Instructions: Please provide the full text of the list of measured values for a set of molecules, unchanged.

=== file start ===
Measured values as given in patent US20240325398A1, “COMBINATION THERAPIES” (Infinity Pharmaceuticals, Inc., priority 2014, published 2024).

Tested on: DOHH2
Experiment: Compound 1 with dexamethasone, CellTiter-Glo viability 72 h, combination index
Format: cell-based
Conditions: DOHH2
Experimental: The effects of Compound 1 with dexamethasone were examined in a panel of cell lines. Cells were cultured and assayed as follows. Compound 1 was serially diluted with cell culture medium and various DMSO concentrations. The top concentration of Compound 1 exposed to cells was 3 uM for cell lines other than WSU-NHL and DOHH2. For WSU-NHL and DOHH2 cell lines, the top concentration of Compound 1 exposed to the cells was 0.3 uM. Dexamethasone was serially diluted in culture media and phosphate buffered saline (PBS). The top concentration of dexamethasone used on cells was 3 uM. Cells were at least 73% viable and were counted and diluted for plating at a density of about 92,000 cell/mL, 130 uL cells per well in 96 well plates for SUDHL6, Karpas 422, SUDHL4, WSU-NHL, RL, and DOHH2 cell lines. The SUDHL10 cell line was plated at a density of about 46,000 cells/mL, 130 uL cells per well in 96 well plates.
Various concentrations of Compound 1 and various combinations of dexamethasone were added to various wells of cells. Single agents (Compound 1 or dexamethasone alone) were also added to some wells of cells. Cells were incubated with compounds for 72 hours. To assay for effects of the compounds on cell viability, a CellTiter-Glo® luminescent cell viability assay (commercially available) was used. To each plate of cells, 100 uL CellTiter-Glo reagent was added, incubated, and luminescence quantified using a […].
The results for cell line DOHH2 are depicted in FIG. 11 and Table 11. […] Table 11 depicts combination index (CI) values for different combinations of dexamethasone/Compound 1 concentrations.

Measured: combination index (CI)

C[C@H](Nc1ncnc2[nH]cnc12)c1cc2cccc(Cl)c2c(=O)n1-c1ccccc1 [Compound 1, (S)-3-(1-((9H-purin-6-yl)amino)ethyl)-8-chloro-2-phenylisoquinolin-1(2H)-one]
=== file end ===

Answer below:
Measured values as given in patent US20240325398A1, “COMBINATION THERAPIES” (Infinity Pharmaceuticals, Inc., priority 2014, published 2024).

Tested on: DOHH2
Experiment: Compound 1 with dexamethasone, CellTiter-Glo viability 72 h, combination index
Format: cell-based
Conditions: DOHH2
Experimental: The effects of Compound 1 with dexamethasone were examined in a panel of cell lines. Cells were cultured and assayed as follows. Compound 1 was serially diluted with cell culture medium and various DMSO concentrations. The top concentration of Compound 1 exposed to cells was 3 uM for cell lines other than WSU-NHL and DOHH2. For WSU-NHL and DOHH2 cell lines, the top concentration of Compound 1 exposed to the cells was 0.3 uM. Dexamethasone was serially diluted in culture media and phosphate buffered saline (PBS). The top concentration of dexamethasone used on cells was 3 uM. Cells were at least 73% viable and were counted and diluted for plating at a density of about 92,000 cell/mL, 130 uL cells per well in 96 well plates for SUDHL6, Karpas 422, SUDHL4, WSU-NHL, RL, and DOHH2 cell lines. The SUDHL10 cell line was plated at a density of about 46,000 cells/mL, 130 uL cells per well in 96 well plates.
Various concentrations of Compound 1 and various combinations of dexamethasone were added to various wells of cells. Single agents (Compound 1 or dexamethasone alone) were also added to some wells of cells. Cells were incubated with compounds for 72 hours. To assay for effects of the compounds on cell viability, a CellTiter-Glo® luminescent cell viability assay (commercially available) was used. To each plate of cells, 100 uL CellTiter-Glo reagent was added, incubated, and luminescence quantified using a […].
The results for cell line DOHH2 are depicted in FIG. 11 and Table 11. […] Table 11 depicts combination index (CI) values for different combinations of dexamethasone/Compound 1 concentrations.

Measured: combination index (CI)

C[C@H](Nc1ncnc2[nH]cnc12)c1cc2cccc(Cl)c2c(=O)n1-c1ccccc1 [Compound 1, (S)-3-(1-((9H-purin-6-yl)amino)ethyl)-8-chloro-2-phenylisoquinolin-1(2H)-one]